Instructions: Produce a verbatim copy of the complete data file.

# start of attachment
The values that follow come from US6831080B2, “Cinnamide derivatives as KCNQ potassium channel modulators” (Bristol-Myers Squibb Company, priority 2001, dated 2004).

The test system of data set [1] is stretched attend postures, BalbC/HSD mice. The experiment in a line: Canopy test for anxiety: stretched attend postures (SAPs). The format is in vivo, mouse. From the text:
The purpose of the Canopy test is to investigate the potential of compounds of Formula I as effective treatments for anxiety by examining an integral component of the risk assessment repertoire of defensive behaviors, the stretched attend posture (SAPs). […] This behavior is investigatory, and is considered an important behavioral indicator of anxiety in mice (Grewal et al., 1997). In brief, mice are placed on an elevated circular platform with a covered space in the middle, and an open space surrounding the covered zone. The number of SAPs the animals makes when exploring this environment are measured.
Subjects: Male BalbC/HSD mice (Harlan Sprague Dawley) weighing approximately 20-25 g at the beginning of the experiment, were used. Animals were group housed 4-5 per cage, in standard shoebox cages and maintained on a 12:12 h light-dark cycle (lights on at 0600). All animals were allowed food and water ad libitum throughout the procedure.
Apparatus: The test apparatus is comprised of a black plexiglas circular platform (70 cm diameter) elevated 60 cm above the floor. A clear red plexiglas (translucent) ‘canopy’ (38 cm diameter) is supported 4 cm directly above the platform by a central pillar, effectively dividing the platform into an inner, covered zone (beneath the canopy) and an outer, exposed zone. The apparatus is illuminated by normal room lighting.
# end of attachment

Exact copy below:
The values that follow come from US6831080B2, “Cinnamide derivatives as KCNQ potassium channel modulators” (Bristol-Myers Squibb Company, priority 2001, dated 2004).

The test system of data set [1] is stretched attend postures, BalbC/HSD mice. The experiment in a line: Canopy test for anxiety: stretched attend postures (SAPs). The format is in vivo, mouse. From the text:
The purpose of the Canopy test is to investigate the potential of compounds of Formula I as effective treatments for anxiety by examining an integral component of the risk assessment repertoire of defensive behaviors, the stretched attend posture (SAPs). […] This behavior is investigatory, and is considered an important behavioral indicator of anxiety in mice (Grewal et al., 1997). In brief, mice are placed on an elevated circular platform with a covered space in the middle, and an open space surrounding the covered zone. The number of SAPs the animals makes when exploring this environment are measured.
Subjects: Male BalbC/HSD mice (Harlan Sprague Dawley) weighing approximately 20-25 g at the beginning of the experiment, were used. Animals were group housed 4-5 per cage, in standard shoebox cages and maintained on a 12:12 h light-dark cycle (lights on at 0600). All animals were allowed food and water ad libitum throughout the procedure.
Apparatus: The test apparatus is comprised of a black plexiglas circular platform (70 cm diameter) elevated 60 cm above the floor. A clear red plexiglas (translucent) ‘canopy’ (38 cm diameter) is supported 4 cm directly above the platform by a central pillar, effectively dividing the platform into an inner, covered zone (beneath the canopy) and an outer, exposed zone. The apparatus is illuminated by normal room lighting.